In Cole Porter’s Kiss Me, Kate, actors staging a musical version of The Taming of the Shrew find themselves playing out the roles of the central protagonists in their own lives. Bad tempered Lilli Vanessi and egotistic Fred Graham are divorced, but over the course of a single performance work through every aspect of loving and loathing each other, both backstage and in front of the audience. Add in a second couple with a gambling headache, gangsters taking on roles to stop the leading lady leaving the theatre, and a host of toe-tapping tunes, and it is clear why a classic was born in 1948.
Trevor Nunn’s new production, first performed at the Chichester Festival last June, combines dynamic staging with some first rate performances. Not only is every major ensemble number an all-singing, all-dancing extravaganza, courtesy of Stephen Mear’s choreography, but the entire evening is kept slick from start to finish. Scene transitions are accompanied by mini routines that see performers dance in hypnotically patterned black and white costumes, every now and then revealing a dash of brilliant colour as they swirl.
Hannah Waddingham and Alex Bourne excel in the lead roles, especially in the scene in which Lilli plays out her character Katherine’s emotions by appealing to her own antagonistic feelings towards Fred. Waddingham has a voice of exquisite expression and strong technical merit, and her performance combines high comedy with a sensitive portrayal of an ultimately needful lady. Bourne, with his firm, deep voice, exudes a fitting arrogance that, combined with an excellent attention to phrasing, brings out all of the humour in his songs.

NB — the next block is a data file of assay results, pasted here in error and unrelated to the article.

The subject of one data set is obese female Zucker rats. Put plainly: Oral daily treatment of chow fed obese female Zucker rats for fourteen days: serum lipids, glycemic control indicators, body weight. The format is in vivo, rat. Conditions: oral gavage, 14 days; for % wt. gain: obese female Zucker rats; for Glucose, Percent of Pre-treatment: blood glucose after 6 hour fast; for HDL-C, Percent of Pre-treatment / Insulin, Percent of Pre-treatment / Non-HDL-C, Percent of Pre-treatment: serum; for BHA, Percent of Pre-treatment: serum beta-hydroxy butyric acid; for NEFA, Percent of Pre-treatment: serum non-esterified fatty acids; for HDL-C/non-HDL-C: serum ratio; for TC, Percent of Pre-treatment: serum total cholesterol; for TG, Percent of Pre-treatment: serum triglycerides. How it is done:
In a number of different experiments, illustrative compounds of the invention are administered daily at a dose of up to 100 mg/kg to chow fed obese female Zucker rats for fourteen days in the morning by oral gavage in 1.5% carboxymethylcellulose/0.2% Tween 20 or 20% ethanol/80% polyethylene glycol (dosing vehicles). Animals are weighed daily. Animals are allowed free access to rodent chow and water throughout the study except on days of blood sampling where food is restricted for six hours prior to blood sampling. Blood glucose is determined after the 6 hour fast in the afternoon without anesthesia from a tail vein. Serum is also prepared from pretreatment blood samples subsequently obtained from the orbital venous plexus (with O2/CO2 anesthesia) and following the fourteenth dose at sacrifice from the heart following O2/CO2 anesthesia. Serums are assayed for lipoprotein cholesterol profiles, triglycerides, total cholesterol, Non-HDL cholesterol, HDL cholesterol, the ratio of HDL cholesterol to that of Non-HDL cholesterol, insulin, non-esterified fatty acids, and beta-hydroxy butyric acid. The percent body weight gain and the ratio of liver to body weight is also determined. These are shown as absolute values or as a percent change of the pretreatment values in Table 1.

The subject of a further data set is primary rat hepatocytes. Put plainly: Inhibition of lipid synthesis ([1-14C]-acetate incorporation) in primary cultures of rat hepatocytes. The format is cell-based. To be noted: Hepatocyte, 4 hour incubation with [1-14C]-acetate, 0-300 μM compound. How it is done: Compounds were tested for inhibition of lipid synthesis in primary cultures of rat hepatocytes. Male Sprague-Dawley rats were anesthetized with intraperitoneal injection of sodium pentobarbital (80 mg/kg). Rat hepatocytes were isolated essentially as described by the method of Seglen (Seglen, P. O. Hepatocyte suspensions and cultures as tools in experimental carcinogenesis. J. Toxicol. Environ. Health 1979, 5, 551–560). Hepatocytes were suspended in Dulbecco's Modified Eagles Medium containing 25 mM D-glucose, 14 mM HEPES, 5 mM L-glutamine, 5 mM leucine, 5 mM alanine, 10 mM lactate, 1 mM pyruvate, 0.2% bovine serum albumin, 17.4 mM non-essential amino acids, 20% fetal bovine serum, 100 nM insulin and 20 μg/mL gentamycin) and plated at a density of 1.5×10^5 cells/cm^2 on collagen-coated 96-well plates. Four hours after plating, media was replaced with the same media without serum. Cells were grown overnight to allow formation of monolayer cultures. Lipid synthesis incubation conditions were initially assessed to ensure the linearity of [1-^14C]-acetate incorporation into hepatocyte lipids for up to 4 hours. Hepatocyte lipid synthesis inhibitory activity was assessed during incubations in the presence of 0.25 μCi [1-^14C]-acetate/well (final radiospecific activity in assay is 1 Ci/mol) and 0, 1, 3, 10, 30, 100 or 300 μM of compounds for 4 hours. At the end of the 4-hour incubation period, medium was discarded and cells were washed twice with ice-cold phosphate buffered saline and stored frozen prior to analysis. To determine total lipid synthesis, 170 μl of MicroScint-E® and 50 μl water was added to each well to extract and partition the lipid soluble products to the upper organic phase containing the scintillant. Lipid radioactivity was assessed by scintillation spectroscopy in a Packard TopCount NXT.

Holly Dale Spencer and Adam Garcia are strong as the second couple, Lois Lane and Bill Calhoun, but the real comedy highlight comes from David Burt and Clive Rowe who as gangsters end up performing Brush Up Your Shakespeare in front of a live audience. With the song’s notable lyrics, and the pair’s priceless expressions and footwork, this number receives two encores, and still leaves the audience wanting more.
Until 2 March 2013 at The Old Vic, The Cut, London SE1 8NB. Tickets (£11-58): 0844 871 7635 or from The Old Vic website.
Londonist received complimentary tickets from Jo Allan PR.
Photo: ‘Too Darn Hot’ is just one of many show-stopping numbers in Trevor Nunn’s Kiss Me, Kate © Catherine Ashmore.